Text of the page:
Women Rising Up Healthy sponsored numerous self-help health workshops to encourage women to participate more actively in their own health care. Members criticized the insensitivity of established health care delivery systems and sought to de-mystify traditional medicine and make health care more accessible to women. Workshops focused on gynecological problems, sex and birth control information, and patient advocacy.22
Natural Woman, 1974-1976
Janet-Ruth Gilbert initiated Natural Woman, a combination art gallery and coffeehouse which utilized the large meeting room at the Women's Coalition. Natural Woman displayed the photography, paintings, and crafts of local women artists and occasionally sponsored performances by women poets and musicians. The limited space at the Coalition could not accommodate the enterprise, however, and Natural Woman discontinued in 1976.23
Wisconsin Task Force on Rape, 1975-1976
The Wisconsin Task Force on Rape was a statewide coalition of women's groups and other concerned individuals and organizations which lobbied for reform of Wisconsin's sexual assault statutes. Barbara Ulichny, a Milwaukee teacher who was later elected to the state Senate, coordinated the lobbying efforts. The rape reform bill was adopted in 1976. The Task Force on Rape was discontinued, but contacts initiated during the reform effort proved advantageous in later lobbying campaigns, such as those for reform of domestic abuse and divorce laws.24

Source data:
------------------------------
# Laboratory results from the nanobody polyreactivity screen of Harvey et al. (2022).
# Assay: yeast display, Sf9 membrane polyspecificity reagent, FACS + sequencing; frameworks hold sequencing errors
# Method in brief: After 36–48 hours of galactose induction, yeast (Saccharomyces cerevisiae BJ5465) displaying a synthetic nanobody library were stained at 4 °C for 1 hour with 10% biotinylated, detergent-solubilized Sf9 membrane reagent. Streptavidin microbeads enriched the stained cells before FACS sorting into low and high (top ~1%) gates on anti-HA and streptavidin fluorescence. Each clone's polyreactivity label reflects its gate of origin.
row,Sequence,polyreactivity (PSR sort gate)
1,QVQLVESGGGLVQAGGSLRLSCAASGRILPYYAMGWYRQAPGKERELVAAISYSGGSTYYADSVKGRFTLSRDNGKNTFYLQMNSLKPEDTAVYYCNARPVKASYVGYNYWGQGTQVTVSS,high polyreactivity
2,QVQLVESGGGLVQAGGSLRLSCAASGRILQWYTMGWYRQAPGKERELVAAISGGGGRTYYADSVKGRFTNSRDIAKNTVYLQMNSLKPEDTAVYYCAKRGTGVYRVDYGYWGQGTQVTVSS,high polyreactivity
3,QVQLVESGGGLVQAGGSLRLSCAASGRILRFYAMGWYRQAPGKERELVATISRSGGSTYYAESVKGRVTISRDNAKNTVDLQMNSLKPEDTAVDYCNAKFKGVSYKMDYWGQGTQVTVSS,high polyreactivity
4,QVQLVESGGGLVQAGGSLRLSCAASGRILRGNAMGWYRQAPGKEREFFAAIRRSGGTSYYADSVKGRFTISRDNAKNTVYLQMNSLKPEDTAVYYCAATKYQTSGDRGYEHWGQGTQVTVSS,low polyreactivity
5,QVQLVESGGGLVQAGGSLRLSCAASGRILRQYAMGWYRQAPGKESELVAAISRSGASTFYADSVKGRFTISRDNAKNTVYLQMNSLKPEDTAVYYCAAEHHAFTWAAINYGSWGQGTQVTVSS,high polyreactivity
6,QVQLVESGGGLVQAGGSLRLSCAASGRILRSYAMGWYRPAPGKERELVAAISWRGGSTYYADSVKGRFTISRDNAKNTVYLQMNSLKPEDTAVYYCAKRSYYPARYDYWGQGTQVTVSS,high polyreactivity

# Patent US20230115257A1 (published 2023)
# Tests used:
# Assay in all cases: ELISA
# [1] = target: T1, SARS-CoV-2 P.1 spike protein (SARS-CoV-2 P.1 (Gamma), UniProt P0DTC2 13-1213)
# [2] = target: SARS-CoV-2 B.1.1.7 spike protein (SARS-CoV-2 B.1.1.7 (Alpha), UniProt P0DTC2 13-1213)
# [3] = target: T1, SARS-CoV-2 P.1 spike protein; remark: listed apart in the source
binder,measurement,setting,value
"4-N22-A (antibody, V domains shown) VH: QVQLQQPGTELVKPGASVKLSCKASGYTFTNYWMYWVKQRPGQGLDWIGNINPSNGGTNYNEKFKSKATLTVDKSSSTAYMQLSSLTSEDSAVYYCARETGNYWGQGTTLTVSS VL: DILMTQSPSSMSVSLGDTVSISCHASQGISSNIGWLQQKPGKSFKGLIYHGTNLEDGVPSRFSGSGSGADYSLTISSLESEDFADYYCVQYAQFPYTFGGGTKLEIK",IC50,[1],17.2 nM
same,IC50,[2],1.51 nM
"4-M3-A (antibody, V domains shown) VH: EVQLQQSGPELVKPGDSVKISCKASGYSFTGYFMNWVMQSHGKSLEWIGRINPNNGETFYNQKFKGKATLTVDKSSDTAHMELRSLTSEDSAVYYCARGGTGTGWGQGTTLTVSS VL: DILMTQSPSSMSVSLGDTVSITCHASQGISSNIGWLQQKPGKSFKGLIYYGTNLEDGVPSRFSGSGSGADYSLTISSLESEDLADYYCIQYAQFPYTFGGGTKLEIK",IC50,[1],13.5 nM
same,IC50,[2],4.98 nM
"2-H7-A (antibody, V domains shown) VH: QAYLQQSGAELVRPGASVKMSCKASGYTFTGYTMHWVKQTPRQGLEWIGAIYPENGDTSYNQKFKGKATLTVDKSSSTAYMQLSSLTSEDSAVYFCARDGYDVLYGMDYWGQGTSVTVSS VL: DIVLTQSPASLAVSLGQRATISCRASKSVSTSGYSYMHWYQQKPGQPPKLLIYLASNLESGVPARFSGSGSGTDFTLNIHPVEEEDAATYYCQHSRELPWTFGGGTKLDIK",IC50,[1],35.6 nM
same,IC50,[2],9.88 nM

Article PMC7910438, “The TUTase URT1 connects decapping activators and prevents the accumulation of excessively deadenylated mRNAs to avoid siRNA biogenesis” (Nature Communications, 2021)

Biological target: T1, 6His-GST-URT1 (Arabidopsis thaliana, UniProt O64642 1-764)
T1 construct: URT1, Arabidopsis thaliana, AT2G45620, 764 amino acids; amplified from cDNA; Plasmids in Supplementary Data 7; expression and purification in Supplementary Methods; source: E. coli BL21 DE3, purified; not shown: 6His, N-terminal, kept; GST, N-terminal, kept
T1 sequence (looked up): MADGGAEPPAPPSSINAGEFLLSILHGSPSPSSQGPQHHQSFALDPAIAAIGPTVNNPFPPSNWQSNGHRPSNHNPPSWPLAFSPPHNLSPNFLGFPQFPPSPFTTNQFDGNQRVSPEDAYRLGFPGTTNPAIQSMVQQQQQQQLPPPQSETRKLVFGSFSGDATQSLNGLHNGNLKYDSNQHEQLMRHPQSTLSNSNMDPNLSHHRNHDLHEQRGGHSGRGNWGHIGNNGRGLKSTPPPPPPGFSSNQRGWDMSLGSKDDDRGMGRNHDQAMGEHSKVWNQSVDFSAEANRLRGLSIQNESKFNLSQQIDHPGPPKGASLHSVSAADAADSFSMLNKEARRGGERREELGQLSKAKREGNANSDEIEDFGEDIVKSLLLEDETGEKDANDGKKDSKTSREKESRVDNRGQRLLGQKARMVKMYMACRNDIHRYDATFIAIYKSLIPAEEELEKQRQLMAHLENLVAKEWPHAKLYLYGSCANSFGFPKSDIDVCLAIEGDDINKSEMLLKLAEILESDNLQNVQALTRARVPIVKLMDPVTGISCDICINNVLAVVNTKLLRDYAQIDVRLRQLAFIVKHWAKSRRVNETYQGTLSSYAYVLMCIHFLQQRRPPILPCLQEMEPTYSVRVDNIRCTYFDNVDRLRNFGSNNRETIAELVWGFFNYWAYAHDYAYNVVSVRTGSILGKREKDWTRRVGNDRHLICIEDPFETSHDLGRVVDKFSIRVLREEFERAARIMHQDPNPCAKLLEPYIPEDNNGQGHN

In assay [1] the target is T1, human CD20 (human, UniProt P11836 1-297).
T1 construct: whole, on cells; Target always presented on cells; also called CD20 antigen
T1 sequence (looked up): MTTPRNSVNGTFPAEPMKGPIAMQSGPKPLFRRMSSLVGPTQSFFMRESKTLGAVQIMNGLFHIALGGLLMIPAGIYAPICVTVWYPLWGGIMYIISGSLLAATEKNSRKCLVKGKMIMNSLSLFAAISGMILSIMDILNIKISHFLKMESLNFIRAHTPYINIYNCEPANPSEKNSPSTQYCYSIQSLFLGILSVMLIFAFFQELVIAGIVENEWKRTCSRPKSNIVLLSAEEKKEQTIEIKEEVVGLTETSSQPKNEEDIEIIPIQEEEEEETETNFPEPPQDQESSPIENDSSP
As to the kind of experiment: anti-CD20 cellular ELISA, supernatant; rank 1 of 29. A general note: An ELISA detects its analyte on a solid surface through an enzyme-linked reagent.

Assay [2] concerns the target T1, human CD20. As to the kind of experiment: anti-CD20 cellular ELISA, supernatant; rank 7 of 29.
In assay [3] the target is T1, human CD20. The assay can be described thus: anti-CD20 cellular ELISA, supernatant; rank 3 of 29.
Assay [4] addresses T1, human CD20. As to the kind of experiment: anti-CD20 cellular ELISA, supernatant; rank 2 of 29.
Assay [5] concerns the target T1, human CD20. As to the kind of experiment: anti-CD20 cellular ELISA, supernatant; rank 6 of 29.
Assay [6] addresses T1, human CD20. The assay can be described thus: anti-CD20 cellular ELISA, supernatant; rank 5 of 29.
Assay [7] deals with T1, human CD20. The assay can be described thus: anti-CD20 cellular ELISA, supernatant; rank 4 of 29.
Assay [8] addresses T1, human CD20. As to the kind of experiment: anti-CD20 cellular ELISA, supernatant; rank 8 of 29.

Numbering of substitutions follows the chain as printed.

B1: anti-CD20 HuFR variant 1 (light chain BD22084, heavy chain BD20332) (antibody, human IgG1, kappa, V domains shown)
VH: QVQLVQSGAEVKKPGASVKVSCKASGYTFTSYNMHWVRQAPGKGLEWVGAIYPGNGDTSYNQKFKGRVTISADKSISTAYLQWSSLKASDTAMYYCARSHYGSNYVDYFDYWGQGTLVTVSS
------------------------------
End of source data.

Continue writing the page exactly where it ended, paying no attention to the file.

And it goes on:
Women's Graphic Arts Project, 1975-1976
In late 1974, the Women's Coalition purchased an offset printer and platemaker with funds supplied by the IBM Corporation. The press equipment was used to publish Amazon newspaper, the Coalition and NOW newsletters, and numerous leaflets and other materials. Michelle Burke, who headed the Project, also trained interested women in operating the press. It functioned as both a printing service for Coalition groups and a training program. Within a short time, however, damp conditions in the basement which housed the press forced it to be moved and later sold. The Project ended in 1976.25
Task Force on Battered Women, 1975-1987
The Task Force on Battered Women was initiated as a project of the Women's Coalition but became independent in 1979. The Task Force offers support and counseling for victims of domestic abuse and sponsors a special counseling program for men who are batterers. The Task Force launched the first shelter for battered women (and children) in Milwaukee, Sojourner Truth House, and also lobbied successfully for the adoption of domestic abuse legislation in 1979. The Task Force currently reaches over 10,000 people each year through its counseling services and community education efforts. [By 2000, the Task Force had changed its name to the Task Force on Family Violence and was still in operation.]26
Women Pro Se, 1975-1985